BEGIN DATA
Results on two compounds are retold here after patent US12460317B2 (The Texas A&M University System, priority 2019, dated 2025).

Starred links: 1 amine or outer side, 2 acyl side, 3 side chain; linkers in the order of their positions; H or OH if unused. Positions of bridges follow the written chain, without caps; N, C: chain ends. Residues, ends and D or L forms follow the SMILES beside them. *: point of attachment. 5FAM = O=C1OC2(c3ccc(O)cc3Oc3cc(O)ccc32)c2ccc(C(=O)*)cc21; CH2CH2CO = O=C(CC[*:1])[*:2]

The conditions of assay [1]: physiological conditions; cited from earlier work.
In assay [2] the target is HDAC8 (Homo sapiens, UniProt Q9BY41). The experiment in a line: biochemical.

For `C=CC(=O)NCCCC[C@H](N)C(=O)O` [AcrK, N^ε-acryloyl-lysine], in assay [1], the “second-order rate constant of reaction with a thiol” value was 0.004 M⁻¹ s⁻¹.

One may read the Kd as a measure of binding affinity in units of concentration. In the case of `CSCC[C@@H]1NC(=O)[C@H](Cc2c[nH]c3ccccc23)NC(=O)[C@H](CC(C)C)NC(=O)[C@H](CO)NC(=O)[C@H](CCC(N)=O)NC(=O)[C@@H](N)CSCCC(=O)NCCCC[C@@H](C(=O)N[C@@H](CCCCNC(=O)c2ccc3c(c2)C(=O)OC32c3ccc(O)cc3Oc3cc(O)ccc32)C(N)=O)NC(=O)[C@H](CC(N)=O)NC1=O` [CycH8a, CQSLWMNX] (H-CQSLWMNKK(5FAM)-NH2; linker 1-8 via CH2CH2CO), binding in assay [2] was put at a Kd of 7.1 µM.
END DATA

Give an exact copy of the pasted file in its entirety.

Results on two compounds are retold here after patent US12460317B2 (The Texas A&M University System, priority 2019, dated 2025).

Starred links: 1 amine or outer side, 2 acyl side, 3 side chain; linkers in the order of their positions; H or OH if unused. Positions of bridges follow the written chain, without caps; N, C: chain ends. Residues, ends and D or L forms follow the SMILES beside them. *: point of attachment. 5FAM = O=C1OC2(c3ccc(O)cc3Oc3cc(O)ccc32)c2ccc(C(=O)*)cc21; CH2CH2CO = O=C(CC[*:1])[*:2]

The conditions of assay [1]: physiological conditions; cited from earlier work.
In assay [2] the target is HDAC8 (Homo sapiens, UniProt Q9BY41). The experiment in a line: biochemical.

For `C=CC(=O)NCCCC[C@H](N)C(=O)O` [AcrK, N^ε-acryloyl-lysine], in assay [1], the “second-order rate constant of reaction with a thiol” value was 0.004 M⁻¹ s⁻¹.

One may read the Kd as a measure of binding affinity in units of concentration. In the case of `CSCC[C@@H]1NC(=O)[C@H](Cc2c[nH]c3ccccc23)NC(=O)[C@H](CC(C)C)NC(=O)[C@H](CO)NC(=O)[C@H](CCC(N)=O)NC(=O)[C@@H](N)CSCCC(=O)NCCCC[C@@H](C(=O)N[C@@H](CCCCNC(=O)c2ccc3c(c2)C(=O)OC32c3ccc(O)cc3Oc3cc(O)ccc32)C(N)=O)NC(=O)[C@H](CC(N)=O)NC1=O` [CycH8a, CQSLWMNX] (H-CQSLWMNKK(5FAM)-NH2; linker 1-8 via CH2CH2CO), binding in assay [2] was put at a Kd of 7.1 µM.